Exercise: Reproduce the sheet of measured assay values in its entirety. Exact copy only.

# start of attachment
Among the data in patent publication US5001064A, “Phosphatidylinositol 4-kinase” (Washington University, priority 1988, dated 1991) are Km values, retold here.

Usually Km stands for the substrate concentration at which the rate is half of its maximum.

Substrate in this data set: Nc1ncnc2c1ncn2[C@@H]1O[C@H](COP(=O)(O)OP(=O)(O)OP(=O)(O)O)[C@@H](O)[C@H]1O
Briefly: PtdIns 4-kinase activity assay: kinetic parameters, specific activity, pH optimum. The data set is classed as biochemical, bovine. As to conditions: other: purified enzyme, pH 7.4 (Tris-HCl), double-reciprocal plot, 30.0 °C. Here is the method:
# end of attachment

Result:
Among the data in patent publication US5001064A, “Phosphatidylinositol 4-kinase” (Washington University, priority 1988, dated 1991) are Km values, retold here.

Usually Km stands for the substrate concentration at which the rate is half of its maximum.

Substrate in this data set: Nc1ncnc2c1ncn2[C@@H]1O[C@H](COP(=O)(O)OP(=O)(O)OP(=O)(O)O)[C@@H](O)[C@H]1O
Briefly: PtdIns 4-kinase activity assay: kinetic parameters, specific activity, pH optimum. The data set is classed as biochemical, bovine. As to conditions: other: purified enzyme, pH 7.4 (Tris-HCl), double-reciprocal plot, 30.0 °C. Here is the method: